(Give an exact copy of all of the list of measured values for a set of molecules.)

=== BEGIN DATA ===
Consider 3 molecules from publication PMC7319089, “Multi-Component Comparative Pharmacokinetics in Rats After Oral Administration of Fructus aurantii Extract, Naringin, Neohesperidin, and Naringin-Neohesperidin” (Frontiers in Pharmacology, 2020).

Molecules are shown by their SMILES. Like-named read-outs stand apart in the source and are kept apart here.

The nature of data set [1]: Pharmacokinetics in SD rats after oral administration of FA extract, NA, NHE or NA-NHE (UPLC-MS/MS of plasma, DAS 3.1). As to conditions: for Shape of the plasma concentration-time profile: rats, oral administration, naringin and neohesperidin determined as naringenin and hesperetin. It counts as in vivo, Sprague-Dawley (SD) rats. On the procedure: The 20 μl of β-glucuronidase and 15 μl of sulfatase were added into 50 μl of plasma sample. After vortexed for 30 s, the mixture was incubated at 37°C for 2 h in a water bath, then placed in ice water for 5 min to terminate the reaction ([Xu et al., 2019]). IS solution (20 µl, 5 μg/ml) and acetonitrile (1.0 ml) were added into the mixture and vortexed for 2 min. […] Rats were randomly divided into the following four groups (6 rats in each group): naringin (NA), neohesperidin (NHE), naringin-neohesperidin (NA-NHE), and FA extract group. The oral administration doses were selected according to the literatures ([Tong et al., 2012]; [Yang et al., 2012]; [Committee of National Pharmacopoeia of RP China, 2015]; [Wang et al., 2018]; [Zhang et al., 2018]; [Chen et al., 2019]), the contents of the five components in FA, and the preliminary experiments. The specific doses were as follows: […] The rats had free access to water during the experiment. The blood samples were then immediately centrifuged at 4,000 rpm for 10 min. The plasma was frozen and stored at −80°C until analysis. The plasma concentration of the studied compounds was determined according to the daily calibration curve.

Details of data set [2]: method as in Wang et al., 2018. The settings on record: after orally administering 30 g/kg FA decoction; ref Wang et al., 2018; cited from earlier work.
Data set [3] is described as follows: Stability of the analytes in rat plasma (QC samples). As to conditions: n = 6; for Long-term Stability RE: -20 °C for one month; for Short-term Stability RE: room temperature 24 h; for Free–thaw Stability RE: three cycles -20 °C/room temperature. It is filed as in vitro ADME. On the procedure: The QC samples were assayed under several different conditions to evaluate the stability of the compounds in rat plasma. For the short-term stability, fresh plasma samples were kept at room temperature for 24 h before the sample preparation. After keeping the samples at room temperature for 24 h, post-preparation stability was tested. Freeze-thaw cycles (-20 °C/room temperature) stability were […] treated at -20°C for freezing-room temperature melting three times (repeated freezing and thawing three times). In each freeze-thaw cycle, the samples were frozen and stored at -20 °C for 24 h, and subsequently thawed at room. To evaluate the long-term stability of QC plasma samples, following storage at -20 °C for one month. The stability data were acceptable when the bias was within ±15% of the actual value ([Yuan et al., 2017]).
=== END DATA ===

Consider 3 molecules from publication PMC7319089, “Multi-Component Comparative Pharmacokinetics in Rats After Oral Administration of Fructus aurantii Extract, Naringin, Neohesperidin, and Naringin-Neohesperidin” (Frontiers in Pharmacology, 2020).

Molecules are shown by their SMILES. Like-named read-outs stand apart in the source and are kept apart here.

The nature of data set [1]: Pharmacokinetics in SD rats after oral administration of FA extract, NA, NHE or NA-NHE (UPLC-MS/MS of plasma, DAS 3.1). As to conditions: for Shape of the plasma concentration-time profile: rats, oral administration, naringin and neohesperidin determined as naringenin and hesperetin. It counts as in vivo, Sprague-Dawley (SD) rats. On the procedure: The 20 μl of β-glucuronidase and 15 μl of sulfatase were added into 50 μl of plasma sample. After vortexed for 30 s, the mixture was incubated at 37°C for 2 h in a water bath, then placed in ice water for 5 min to terminate the reaction ([Xu et al., 2019]). IS solution (20 µl, 5 μg/ml) and acetonitrile (1.0 ml) were added into the mixture and vortexed for 2 min. […] Rats were randomly divided into the following four groups (6 rats in each group): naringin (NA), neohesperidin (NHE), naringin-neohesperidin (NA-NHE), and FA extract group. The oral administration doses were selected according to the literatures ([Tong et al., 2012]; [Yang et al., 2012]; [Committee of National Pharmacopoeia of RP China, 2015]; [Wang et al., 2018]; [Zhang et al., 2018]; [Chen et al., 2019]), the contents of the five components in FA, and the preliminary experiments. The specific doses were as follows: […] The rats had free access to water during the experiment. The blood samples were then immediately centrifuged at 4,000 rpm for 10 min. The plasma was frozen and stored at −80°C until analysis. The plasma concentration of the studied compounds was determined according to the daily calibration curve.

Details of data set [2]: method as in Wang et al., 2018. The settings on record: after orally administering 30 g/kg FA decoction; ref Wang et al., 2018; cited from earlier work.
Data set [3] is described as follows: Stability of the analytes in rat plasma (QC samples). As to conditions: n = 6; for Long-term Stability RE: -20 °C for one month; for Short-term Stability RE: room temperature 24 h; for Free–thaw Stability RE: three cycles -20 °C/room temperature. It is filed as in vitro ADME. On the procedure: The QC samples were assayed under several different conditions to evaluate the stability of the compounds in rat plasma. For the short-term stability, fresh plasma samples were kept at room temperature for 24 h before the sample preparation. After keeping the samples at room temperature for 24 h, post-preparation stability was tested. Freeze-thaw cycles (-20 °C/room temperature) stability were […] treated at -20°C for freezing-room temperature melting three times (repeated freezing and thawing three times). In each freeze-thaw cycle, the samples were frozen and stored at -20 °C for 24 h, and subsequently thawed at room. To evaluate the long-term stability of QC plasma samples, following storage at -20 °C for one month. The stability data were acceptable when the bias was within ±15% of the actual value ([Yuan et al., 2017]).